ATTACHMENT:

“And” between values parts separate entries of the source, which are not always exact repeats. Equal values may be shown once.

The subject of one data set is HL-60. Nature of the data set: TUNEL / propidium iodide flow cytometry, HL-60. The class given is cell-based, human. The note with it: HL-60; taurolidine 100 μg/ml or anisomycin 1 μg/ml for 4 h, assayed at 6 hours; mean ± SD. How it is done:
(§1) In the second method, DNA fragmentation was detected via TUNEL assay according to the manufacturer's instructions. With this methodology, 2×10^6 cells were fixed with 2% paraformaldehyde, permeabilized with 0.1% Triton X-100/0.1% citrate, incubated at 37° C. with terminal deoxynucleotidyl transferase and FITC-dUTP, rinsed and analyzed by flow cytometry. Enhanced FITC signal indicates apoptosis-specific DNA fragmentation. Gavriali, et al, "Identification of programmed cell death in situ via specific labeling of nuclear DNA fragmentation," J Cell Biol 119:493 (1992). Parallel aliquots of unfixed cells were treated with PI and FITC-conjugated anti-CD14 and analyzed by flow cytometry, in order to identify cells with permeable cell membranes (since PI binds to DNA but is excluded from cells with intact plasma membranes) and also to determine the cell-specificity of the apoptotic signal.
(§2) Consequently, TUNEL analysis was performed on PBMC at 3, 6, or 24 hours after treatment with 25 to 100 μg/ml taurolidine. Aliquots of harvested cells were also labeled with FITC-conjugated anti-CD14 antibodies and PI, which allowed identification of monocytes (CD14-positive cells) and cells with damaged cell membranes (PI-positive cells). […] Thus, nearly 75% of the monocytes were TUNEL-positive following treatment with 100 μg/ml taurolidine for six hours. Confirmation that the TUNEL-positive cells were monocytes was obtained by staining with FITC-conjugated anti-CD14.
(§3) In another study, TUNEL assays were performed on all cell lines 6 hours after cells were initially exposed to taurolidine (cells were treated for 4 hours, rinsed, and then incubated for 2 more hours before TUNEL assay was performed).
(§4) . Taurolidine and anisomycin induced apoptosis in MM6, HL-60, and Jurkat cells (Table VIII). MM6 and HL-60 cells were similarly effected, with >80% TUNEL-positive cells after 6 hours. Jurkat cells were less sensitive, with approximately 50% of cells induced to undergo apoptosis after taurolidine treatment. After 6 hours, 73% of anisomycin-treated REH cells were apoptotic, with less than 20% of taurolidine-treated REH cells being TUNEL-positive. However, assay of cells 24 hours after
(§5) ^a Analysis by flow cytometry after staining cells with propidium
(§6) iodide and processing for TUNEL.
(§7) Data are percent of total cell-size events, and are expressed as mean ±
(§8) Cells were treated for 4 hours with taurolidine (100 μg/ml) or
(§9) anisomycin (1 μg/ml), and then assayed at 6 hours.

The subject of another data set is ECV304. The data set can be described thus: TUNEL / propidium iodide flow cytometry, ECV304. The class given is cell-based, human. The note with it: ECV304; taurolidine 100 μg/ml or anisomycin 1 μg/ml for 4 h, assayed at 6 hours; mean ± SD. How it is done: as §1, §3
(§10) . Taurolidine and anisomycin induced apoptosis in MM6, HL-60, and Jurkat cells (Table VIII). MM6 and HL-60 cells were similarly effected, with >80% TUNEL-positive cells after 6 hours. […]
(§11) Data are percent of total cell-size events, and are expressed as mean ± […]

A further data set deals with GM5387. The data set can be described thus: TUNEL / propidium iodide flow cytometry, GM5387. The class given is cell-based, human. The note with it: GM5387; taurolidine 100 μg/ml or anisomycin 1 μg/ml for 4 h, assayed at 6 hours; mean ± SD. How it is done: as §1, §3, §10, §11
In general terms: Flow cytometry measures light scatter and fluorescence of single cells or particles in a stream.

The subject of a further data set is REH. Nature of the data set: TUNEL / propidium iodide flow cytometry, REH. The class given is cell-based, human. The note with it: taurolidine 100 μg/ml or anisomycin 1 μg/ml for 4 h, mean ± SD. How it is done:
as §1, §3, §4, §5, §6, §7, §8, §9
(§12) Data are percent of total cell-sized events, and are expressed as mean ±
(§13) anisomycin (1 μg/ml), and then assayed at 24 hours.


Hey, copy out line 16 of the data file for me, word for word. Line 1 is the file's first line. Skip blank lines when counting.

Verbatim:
In general terms: Flow cytometry measures light scatter and fluorescence of single cells or particles in a stream.